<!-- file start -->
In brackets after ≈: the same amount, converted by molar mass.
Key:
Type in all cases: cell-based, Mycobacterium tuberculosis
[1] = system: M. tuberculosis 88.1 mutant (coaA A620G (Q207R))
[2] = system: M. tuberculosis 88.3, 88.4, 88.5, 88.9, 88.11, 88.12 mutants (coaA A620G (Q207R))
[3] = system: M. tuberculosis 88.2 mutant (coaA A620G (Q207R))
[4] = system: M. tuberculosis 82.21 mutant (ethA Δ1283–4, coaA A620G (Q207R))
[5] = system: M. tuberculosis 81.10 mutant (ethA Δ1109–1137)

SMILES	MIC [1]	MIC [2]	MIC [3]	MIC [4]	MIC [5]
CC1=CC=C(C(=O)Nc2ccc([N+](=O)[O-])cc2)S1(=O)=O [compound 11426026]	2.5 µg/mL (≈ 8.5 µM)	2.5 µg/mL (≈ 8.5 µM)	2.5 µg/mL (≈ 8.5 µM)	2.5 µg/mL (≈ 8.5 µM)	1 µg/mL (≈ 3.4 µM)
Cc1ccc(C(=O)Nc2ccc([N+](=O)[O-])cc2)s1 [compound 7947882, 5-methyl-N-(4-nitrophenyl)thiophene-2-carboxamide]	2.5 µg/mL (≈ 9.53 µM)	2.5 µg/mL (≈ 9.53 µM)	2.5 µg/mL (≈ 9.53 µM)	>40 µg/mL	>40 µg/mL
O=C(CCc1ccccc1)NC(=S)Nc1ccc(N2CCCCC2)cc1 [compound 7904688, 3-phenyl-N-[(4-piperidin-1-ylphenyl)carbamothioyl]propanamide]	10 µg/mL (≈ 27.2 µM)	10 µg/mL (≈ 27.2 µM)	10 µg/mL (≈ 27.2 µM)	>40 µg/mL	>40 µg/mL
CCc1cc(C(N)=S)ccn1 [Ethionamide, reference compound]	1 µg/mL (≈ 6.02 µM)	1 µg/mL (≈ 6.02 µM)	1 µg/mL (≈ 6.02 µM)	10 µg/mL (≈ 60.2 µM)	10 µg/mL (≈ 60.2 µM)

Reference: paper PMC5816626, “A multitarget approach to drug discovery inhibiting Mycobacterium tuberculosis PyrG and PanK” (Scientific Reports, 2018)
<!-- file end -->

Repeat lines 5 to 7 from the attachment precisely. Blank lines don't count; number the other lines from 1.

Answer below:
[2] = system: M. tuberculosis 88.3, 88.4, 88.5, 88.9, 88.11, 88.12 mutants (coaA A620G (Q207R))
[3] = system: M. tuberculosis 88.2 mutant (coaA A620G (Q207R))
[4] = system: M. tuberculosis 82.21 mutant (ethA Δ1283–4, coaA A620G (Q207R))